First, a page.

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Why do I need to be ready and prepared for a pet love and loss story? (updated)

Updated: Jan 4, 2022

Why do I need to be ready and prepared for a pet love and loss story? Because a pet love and loss story will come unexpected and unexplainably so to you or someone you know and care for. People are not ready or prepared for it because it is rarely, if ever, discussed before it happens. It is a three-part story co-created between you and your pet with an imprinting bond, a mutual bond, and a continuing bond, of love. The breadth of bonding time may be truly short (hours to days), and the depth may be over a lifespan. For pets like hamsters who live less than five years, dogs 10-13 years, cats 12-18 years, and horses 25-30 years. In contrast, the global average lifespan is seventy-two and a half years for a person.

People are often familiar with the pleasures of a getting and having a pet or know someone who does. Most people are also familiar with the fact that most pets live shorter lives than most people. However, most people are not familiar with a personal beloved pet love and loss story. That one pet that was special that taught you about what really love is. The one you hear people refer to with a pet’s official record name and then their bond nickname or relationship such as my soulmate, my family member, my fur-baby, my everything, even my child, daughter, or son. Whether the loss is expected or unexpected, slow, or quick, or experienced directly or indirectly, the person with a beloved pet loss often is not ready and prepared for processing it nor are others like family, friends, or even a typical support professional (minister, counselor, medical provider, or veterinarian).

When a beloved pet love loss comes it is often a mind-numbing, heart-breaking, and spirit-crushing season of sorrow. In this season of strife, often the “twins of grief and guilt” show up with gut punches that leave you staggering. Grief may show up as anticipatory grief (anticipating the loss ahead of the loss), ambivalent grief (mixed feelings about the loss), or disenfranchised grief (feeling alone with no social supports) or all three. Guilt may show up with the “cousins of blame and shame” with one or more of should of, could of, would of, ought of, and might of expressions from you and/or others you never thought would even say this or do that. In their uninformed efforts to be supportive of you, people may say and do things that are just not helpful and at times, they may definitely feel hurtful! This is because many people just do not know what they do not know, until they know better. People may say well you can never really be ready and prepared for a beloved pet loss. But they often also say they feel they could have felt more supported or have better supported a person experiencing it but did not really know how. Below are two online opportunities that may be helpful to you or others you care for to know better on what to say and do…better.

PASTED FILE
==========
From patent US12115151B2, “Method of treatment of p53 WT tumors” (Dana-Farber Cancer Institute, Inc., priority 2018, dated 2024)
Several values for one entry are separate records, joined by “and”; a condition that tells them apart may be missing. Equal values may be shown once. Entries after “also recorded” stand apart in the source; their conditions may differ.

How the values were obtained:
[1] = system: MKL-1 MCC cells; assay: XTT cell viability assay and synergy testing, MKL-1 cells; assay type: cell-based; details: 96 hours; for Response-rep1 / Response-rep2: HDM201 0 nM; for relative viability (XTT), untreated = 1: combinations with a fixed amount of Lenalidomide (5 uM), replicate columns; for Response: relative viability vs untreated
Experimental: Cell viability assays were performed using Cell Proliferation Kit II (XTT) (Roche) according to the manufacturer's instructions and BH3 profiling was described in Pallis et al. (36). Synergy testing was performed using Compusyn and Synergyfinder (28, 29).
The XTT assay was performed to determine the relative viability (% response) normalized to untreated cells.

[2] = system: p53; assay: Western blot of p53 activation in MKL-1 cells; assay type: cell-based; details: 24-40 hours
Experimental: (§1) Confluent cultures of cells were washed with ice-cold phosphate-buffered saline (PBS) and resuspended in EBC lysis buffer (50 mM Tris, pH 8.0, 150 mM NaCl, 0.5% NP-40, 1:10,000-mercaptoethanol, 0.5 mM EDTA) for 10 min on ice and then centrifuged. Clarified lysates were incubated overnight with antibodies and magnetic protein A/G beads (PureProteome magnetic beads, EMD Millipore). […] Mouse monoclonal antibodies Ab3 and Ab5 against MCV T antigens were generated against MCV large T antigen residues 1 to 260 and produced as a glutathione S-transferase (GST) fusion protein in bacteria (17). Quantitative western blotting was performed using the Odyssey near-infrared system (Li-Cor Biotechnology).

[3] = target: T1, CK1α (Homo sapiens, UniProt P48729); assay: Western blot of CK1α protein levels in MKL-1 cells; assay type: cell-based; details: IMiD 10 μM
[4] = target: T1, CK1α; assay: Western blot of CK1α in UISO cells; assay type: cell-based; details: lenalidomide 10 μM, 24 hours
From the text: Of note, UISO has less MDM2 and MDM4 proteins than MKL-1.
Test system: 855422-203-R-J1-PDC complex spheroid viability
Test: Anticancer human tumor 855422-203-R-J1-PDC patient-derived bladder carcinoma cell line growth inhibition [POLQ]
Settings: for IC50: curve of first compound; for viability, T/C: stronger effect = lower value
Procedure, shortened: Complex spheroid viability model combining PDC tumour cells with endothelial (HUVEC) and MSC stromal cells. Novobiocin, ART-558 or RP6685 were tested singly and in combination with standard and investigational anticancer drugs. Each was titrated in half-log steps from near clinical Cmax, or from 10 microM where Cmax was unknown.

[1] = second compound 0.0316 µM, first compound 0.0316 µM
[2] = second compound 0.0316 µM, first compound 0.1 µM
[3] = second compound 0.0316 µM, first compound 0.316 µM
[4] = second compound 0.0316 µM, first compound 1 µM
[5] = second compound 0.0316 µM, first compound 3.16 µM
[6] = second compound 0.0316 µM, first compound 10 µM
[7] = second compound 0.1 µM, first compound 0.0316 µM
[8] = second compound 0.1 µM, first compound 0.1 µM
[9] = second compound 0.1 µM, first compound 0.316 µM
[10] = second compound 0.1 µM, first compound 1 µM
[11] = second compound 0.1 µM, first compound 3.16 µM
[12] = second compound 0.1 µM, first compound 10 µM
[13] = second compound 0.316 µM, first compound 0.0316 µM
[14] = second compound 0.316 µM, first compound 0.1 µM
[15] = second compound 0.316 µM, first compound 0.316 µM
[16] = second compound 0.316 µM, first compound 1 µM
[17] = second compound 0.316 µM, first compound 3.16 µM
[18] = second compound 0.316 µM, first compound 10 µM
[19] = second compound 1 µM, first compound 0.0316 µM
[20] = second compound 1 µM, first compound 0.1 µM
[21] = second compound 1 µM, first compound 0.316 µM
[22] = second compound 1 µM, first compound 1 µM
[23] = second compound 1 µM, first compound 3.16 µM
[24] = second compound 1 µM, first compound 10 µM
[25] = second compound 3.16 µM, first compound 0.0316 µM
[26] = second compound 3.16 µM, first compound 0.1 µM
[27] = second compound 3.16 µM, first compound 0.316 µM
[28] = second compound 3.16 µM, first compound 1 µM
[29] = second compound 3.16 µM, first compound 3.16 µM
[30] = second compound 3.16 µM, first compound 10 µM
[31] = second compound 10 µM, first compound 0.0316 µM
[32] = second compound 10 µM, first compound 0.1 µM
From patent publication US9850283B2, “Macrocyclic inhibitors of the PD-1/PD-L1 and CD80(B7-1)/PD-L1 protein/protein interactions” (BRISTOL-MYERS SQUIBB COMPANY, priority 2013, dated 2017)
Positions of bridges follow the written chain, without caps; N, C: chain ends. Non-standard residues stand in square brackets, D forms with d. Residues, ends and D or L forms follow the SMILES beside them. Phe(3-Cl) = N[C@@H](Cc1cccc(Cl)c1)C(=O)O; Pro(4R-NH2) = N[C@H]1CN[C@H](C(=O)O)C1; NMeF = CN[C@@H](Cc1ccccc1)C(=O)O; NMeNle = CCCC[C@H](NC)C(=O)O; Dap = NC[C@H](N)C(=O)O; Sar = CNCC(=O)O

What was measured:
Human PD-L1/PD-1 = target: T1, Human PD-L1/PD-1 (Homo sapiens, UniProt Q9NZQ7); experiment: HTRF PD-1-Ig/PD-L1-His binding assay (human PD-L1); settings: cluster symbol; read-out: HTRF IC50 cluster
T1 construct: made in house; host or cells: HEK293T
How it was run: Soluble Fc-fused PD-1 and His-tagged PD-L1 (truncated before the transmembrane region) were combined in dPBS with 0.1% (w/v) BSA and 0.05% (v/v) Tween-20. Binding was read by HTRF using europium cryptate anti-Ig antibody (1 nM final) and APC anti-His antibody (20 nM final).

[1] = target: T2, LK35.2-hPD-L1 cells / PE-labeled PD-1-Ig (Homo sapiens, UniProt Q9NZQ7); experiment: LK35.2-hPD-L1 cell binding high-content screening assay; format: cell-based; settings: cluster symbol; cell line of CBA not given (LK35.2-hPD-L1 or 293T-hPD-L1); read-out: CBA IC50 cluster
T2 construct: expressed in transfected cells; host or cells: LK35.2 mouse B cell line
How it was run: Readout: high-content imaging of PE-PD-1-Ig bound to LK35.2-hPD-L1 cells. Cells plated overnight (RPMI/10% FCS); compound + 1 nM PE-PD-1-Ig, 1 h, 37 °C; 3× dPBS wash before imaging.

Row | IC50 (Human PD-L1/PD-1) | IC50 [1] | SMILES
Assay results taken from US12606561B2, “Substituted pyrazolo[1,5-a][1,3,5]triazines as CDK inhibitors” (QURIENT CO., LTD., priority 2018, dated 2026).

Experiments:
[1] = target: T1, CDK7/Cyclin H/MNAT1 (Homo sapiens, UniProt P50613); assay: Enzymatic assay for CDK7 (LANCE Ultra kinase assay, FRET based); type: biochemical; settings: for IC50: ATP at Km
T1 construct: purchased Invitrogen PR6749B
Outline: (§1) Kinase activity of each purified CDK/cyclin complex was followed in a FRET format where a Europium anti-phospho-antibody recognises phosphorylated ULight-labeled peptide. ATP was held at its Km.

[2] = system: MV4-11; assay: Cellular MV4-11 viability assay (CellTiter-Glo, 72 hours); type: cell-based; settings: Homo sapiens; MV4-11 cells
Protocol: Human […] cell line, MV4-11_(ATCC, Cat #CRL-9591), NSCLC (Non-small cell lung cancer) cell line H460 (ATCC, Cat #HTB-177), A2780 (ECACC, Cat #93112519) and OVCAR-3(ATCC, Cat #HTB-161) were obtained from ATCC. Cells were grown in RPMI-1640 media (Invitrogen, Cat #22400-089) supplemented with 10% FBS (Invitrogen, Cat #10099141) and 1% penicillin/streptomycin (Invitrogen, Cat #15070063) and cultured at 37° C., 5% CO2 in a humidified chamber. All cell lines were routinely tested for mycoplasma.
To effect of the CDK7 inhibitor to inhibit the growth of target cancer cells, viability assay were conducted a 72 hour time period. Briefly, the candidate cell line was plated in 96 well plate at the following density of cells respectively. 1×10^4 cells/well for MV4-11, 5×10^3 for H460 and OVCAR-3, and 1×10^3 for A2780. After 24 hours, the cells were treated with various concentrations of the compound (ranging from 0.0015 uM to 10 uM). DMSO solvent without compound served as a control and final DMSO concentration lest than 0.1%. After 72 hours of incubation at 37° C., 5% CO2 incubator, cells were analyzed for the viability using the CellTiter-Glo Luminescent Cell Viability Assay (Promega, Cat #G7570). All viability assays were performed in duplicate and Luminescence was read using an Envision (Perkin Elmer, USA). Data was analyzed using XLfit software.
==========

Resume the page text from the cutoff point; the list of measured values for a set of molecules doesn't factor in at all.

OL123 How to Apply “Pet Effect” Science for Your Personal and Pet’s Wellbeing

Thursdays, January 20, 27, February 3 and 10, 1030-1145am Central Time

Registration is $50 USD annual membership and $50 USD per semester (there is no limit to the number of courses you can take each semester).

Zoom Into Our Pet Love and Loss Group!

We talk about pet love and loss, before, during, and after life. It is a discussion group on general pet and animal love and loss topics and stories. It is for people who are preparing for a pet love or loss or experiencing a pet love or loss. All who attend do not provide professional emergency, financial, legal, medical, mental health, pastoral care, or veterinary advisory services nor is this group a substitute for those services. We will respectfully share pet and animal love and loss tips in our group. It is also an opportunity to tell your pet love and loss story for group support.

Sunday, Jan 23, Central Time (US and Canada)

registration required and it is free of charge. After registering at the link below, you will receive a confirmation email containing information about joining the meeting.

Also attached is a flyer on what to expect in a pet chaplain visit.

FLYER Pet Chaplain Visit - What to Expect
Download PDF • 135KB

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